The Indian Budget 2023-24 has brought many changes in the fiscal and monetary policies of the government. It is commendable that the budget focuses on inclusive development, green growth, sustainability, education, economic empowerment of women, the welfare of senior citizens, affordable housing, access to clean drinking water, digital transformation, employment for the youth, improving the investments in infrastructure development, and a strong financial sector.

The moot point in our discussion would be the policy changes and allocation with respect to the real estate sector in specific, and the construction and infrastructure sector, in general. The Finance Minister’s focus in this year’s budget has been majorly on the welfare of middle-income groups. Here are a few pointers on how the budget directly or indirectly impacts the real estate sector

The budget for Pradhan Mantri Awas Yojana (PMAY) has been increased by 66 percent to more than Rs 79,000 crore. The government proposed to change the way capital gains are calculated when a joint property development occurs, meaning the amount received through cheques will be considered as consideration. Interest paid on borrowed capital for buying or improving a property can be deducted from income or included as part of the acquisition or improvement costs when the property is transferred, which would reduce capital gains. To avoid taxation on capital gains, the proceeds can be invested in a residential property, with a cap of Rs 10 crore.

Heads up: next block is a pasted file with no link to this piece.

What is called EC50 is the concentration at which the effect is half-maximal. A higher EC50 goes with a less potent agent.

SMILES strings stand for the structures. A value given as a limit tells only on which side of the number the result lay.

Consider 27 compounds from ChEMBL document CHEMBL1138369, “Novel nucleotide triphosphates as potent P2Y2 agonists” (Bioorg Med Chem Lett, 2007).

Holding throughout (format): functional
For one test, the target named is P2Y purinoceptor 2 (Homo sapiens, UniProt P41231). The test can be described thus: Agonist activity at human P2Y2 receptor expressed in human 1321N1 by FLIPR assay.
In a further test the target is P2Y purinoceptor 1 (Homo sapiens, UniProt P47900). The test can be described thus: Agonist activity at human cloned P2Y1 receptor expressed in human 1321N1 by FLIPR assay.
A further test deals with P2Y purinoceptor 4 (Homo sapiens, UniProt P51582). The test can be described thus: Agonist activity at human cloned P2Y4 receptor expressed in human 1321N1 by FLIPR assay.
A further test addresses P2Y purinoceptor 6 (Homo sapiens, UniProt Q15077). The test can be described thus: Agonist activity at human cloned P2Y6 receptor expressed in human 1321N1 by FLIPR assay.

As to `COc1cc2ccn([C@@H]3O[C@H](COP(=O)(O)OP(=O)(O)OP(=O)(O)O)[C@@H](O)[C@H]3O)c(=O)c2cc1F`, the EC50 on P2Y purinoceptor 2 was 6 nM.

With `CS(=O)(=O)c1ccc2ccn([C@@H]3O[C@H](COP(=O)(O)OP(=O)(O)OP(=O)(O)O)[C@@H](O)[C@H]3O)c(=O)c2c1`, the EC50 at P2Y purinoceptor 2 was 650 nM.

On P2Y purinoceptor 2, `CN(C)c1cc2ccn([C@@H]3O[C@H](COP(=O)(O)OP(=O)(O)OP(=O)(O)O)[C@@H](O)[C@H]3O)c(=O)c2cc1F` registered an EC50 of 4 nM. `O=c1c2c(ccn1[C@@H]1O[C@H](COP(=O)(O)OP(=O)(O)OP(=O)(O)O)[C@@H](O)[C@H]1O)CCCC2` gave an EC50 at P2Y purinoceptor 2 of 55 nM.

By implementing changes in property tax regulations and making sure user fees for urban infrastructure are well-defined, cities will be encouraged to increase their credit rating in order to obtain municipal bonds.

State governments and municipalities will be motivated to carry out urban planning changes and activities to convert our cities into ‘sustainable cities of the future’. This involves the effective utilization of land resources, adequate resources for urban infrastructure, transit-oriented growth, increased accessibility and cost-effectiveness of urban land, and chances for everyone.

The recently formed Infrastructure Finance Secretariat will aid all involved parties in obtaining more private funding for infrastructure, including railways, roads, urban infrastructure, and power, which largely rely on public resources.

It has been proposed that any income generated by a body, authority, board, trust, or commission that has been set up by a Central or State Act with the aim of providing housing, or planning, developing, or improving cities, towns, and villages, or regulating any activity or matter, should be exempted regardless of whether it is conducting commercial operations.

An Urban Infrastructure Development Fund (UIDF) will be set up through the use of funds from priority sector lending that have not been used. This will be run by the National Housing Bank and will be used by public authorities to develop infrastructure in Tier 2 and Tier 3 cities. The states will be encouraged to use resources from the 15th Finance Commission, as well as any existing programs, to introduce user fees while accessing the UIDF. We anticipate having Rs 10,000 crore available each year for this purpose.

This budget provides a strong financial base to improve investments in infrastructure development and ensure sustainable green growth. It is hoped that this budget will go a long way in achieving the desired economic development of India. Overall, the Indian Budget for 2023-24 is a promising step in the right direction. The focus on inclusive development, green growth, education, and the welfare of vulnerable groups is commendable and speaks to the government’s commitment to ensuring sustainable and equitable growth for all citizens. We look forward to seeing these initiatives come to fruition in the years to come and hope that the government continues to prioritize investments in these areas.